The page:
884: He Laughed With A Laugh

884: He Laughed With A Laugh

884: He Laughed With A Laugh


I’m Major Jackson and this is The Slowdown.

If you know me, you know I’m prone to unmitigated bursts of expressive laughter. I cannot help it; they are often loud, full-throated, at times spasmodically uncontrollable. Whisper a sly remark in my ear in a place of worship or concert hall, and I’m the guy disrupting the sermon or performance with a body-shaking howl.

I don’t know how it’s possible, but I have several brands of laughter. Though they retain some vestige of their previous incarnations, my multiple laughs individually evolved over time, their sound, shape, and volume. There is the hearty laugh where I bellow so hard and long, I start coughing. Beware that one: it’s infectious; tears emerge, and my body gets into it. You might start laughing at me contorting. Then, there is my fake laugh that’s really a note of sarcasm. Spawned by my making fun of your joke, it goes “Heh, heh.” I also have the quiet laugh, which is a series of rapid, dog-like breathing noises that fade out into the ether.

Earlier in life, I would have happily visited an imaginary big box store and pulled a different laugh off the shelf. During my pre-adolescent years, as my friends’ voices were deepening, I became self-conscious of my kid-laugh which was more of a snorkel. Think Urkel from the 90’s sitcom Family Matters.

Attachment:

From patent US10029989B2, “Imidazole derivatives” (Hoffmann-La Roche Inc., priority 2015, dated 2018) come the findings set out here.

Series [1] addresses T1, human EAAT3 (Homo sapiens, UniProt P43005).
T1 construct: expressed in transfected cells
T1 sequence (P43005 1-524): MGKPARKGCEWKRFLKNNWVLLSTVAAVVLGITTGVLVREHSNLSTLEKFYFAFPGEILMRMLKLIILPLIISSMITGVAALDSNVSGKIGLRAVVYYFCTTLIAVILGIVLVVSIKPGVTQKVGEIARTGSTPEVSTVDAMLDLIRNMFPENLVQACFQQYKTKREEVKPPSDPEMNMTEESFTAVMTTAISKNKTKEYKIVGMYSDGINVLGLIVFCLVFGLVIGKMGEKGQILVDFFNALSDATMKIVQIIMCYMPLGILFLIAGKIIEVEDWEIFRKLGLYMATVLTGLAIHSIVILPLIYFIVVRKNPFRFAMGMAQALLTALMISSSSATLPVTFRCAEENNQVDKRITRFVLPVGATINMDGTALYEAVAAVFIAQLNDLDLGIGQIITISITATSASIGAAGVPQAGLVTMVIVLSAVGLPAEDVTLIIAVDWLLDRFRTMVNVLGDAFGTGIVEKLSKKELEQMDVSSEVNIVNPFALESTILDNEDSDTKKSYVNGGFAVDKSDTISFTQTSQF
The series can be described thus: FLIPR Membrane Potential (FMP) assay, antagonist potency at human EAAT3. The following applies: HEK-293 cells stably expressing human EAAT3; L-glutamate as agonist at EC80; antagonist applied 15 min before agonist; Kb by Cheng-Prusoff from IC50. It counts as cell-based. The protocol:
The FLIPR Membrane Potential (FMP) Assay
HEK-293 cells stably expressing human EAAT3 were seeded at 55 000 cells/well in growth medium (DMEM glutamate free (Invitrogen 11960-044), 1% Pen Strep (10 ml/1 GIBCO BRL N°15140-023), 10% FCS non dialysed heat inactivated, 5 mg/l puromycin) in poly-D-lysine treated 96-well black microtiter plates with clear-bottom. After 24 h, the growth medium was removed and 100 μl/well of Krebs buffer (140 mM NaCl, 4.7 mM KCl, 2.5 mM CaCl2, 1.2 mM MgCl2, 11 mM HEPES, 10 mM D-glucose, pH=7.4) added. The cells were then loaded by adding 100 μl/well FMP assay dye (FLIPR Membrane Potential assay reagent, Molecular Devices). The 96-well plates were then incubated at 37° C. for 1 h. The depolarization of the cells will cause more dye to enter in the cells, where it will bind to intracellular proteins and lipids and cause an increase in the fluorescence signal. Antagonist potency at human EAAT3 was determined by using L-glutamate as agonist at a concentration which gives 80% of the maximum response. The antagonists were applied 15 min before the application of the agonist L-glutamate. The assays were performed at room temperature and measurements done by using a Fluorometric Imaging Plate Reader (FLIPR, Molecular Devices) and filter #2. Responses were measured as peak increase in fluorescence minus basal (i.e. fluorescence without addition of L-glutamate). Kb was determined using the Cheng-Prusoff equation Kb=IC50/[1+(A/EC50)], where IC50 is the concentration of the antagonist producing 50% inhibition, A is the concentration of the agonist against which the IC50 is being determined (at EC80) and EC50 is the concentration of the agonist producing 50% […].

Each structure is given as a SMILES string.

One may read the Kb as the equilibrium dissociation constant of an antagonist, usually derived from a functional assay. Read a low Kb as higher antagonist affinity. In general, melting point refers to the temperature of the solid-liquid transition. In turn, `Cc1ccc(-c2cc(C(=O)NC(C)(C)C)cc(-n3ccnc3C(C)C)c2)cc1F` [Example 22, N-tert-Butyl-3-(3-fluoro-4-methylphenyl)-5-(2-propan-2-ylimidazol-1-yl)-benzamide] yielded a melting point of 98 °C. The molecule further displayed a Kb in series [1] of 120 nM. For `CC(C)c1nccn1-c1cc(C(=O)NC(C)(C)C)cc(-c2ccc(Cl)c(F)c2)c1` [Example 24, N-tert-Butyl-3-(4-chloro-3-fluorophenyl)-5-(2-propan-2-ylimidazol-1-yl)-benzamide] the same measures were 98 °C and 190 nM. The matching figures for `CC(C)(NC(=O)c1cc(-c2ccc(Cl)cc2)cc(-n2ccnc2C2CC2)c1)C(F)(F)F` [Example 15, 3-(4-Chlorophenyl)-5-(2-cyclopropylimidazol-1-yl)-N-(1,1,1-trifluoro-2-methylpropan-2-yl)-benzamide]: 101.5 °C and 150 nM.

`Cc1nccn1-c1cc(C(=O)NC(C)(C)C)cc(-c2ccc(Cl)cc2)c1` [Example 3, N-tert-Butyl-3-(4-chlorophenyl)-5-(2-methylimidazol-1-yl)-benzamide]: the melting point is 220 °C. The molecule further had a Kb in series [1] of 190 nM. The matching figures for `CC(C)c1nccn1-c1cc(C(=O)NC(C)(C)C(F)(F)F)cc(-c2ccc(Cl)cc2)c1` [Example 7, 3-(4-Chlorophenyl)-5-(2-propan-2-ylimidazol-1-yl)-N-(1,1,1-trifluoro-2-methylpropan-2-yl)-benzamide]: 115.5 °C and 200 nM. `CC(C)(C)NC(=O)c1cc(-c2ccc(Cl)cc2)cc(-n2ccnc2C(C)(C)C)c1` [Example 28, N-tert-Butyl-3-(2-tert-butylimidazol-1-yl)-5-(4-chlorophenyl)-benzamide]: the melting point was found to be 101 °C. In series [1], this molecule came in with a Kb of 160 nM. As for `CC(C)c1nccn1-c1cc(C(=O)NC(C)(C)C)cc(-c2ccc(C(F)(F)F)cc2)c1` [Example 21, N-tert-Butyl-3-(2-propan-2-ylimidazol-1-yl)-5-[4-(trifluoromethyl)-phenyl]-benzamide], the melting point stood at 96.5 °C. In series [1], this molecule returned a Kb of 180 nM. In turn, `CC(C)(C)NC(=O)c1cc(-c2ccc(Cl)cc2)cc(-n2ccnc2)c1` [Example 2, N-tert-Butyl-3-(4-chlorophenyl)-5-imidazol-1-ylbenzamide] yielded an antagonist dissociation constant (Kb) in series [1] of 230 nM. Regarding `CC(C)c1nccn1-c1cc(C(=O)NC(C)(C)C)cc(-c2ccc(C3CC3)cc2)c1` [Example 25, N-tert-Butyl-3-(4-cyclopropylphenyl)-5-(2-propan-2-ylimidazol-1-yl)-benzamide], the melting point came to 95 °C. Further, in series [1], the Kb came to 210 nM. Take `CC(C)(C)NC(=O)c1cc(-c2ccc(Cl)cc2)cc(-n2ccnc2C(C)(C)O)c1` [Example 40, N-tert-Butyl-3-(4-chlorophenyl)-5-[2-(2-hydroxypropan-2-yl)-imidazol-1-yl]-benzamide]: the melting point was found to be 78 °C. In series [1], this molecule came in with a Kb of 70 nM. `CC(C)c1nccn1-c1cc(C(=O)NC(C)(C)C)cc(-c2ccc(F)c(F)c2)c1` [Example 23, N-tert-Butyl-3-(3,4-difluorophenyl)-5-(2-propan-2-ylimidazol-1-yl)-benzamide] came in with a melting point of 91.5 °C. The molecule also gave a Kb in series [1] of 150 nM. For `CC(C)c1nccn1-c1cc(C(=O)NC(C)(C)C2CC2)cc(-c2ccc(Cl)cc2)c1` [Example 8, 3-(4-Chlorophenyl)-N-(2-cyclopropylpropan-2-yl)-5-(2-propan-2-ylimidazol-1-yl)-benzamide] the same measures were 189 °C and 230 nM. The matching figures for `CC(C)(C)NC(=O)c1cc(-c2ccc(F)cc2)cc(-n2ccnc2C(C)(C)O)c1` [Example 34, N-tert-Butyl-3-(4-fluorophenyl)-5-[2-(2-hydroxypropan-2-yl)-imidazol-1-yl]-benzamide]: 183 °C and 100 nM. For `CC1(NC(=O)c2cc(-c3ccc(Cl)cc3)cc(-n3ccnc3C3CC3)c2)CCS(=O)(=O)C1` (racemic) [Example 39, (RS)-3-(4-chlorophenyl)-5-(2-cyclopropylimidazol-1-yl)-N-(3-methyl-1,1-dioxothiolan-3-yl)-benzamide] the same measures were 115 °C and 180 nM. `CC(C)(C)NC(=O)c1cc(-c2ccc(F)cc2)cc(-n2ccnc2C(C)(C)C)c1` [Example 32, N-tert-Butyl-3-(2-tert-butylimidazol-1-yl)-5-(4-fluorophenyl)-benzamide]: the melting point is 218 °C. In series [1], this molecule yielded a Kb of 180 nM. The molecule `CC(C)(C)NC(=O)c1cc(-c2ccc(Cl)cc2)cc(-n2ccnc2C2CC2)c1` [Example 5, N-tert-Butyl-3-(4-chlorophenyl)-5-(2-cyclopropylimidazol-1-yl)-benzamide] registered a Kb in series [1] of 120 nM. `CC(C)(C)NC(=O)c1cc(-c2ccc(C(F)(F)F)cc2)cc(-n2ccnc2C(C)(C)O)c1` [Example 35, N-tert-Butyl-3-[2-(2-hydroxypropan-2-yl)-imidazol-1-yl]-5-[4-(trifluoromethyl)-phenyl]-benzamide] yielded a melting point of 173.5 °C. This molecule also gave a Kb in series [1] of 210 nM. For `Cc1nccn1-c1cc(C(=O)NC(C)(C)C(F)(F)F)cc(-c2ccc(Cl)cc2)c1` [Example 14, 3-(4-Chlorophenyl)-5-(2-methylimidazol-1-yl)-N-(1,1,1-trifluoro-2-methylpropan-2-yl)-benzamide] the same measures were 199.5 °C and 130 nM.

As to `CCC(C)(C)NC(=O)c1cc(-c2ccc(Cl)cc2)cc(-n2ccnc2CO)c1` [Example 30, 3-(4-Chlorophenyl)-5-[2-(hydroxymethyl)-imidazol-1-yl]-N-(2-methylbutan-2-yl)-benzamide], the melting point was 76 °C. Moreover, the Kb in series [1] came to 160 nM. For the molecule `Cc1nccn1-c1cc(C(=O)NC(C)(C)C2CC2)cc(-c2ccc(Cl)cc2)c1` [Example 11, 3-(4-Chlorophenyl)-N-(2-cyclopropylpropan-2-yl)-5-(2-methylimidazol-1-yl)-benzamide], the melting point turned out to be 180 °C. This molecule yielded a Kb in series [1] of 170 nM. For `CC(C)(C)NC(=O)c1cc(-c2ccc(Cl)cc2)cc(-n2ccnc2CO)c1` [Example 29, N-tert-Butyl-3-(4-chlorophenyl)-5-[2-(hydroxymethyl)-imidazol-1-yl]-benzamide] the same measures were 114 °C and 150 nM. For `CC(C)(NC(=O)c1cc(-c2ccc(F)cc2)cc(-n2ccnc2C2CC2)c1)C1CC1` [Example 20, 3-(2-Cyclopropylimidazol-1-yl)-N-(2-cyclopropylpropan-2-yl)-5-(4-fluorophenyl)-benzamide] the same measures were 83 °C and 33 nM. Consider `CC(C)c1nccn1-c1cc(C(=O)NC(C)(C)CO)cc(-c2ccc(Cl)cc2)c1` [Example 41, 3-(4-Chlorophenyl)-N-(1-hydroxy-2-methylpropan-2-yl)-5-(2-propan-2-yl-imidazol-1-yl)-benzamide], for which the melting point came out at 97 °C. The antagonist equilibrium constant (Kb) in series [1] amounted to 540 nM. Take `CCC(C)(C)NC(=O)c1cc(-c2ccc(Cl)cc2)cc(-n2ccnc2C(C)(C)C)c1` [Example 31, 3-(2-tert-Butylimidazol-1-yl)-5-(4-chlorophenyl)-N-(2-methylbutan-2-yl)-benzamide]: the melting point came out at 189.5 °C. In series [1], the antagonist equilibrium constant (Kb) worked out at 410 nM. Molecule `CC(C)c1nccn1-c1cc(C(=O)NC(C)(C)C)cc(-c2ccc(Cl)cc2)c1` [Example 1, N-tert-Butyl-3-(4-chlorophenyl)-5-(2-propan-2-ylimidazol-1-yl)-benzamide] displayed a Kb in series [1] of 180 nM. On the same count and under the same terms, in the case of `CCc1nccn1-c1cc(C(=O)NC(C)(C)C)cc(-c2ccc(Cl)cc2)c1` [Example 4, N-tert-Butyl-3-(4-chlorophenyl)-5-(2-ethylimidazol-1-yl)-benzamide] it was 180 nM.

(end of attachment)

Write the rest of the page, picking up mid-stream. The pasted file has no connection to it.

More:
I’m often told at parties: I knew you arrived because I heard your warm laugh across the room, which I appreciate. But, and I don’t know why, afterwards I feel awkward. I mean, I know, being sensitive to history and laughter as a form of masking and survival. Think Maya Angelou’s reading of “We Wear the Mask”, a poem which we featured early in my tenure on the show.

We at The Slowdown recently collaborated with producers from the Brains On Universe — APM’s Kids and Family team to produce episodes around Children’s Poetry. We invited young people who had some connection to poetry either as readers, performers, or writers of poetry. Our hosts Nova, Durete, Jasper, Cat, and Adelaide, were dynamic, energetic, smart and, most of all, funny. They all made explicit the relationship between laughter and poetry. We were goofballs in the studio as we made up words, exchanged similes on the spot, quoted rap lyrics and pop songs. They reminded me we must, as writers of poetry, occasionally tap into the zany, if we are to truly marshal in joy. No matter the source and texture of our laughter, right? As long as it comes, and that it comes frequently.

Myka and I rescued today’s fun poem from the cutting floor of our children’s poetry episodes. We present it to you today. Enjoy!

He Laughed with a Laugh
by JonArno Lawson

He laughed with a laugh
that he wished was his laugh,
but everyone knew it wasn’t.

When he laughed he would ask,
“Does that sound like my laugh?”
and everyone said, “It doesn’t.”

The laugh that he laughed
that wasn’t his laugh went
“Hardy har har, guffaw!”

The laugh that he laughed
that he wished wasn’t his went,
“Hruck, sniffle-hick, hee-haw!”

“He Laughed with a Laugh” by JonArno Lawson from BLACK STARS IN A WHITE NIGHT SKY © 2008, JonArno Lawson. Used by permission of the poet.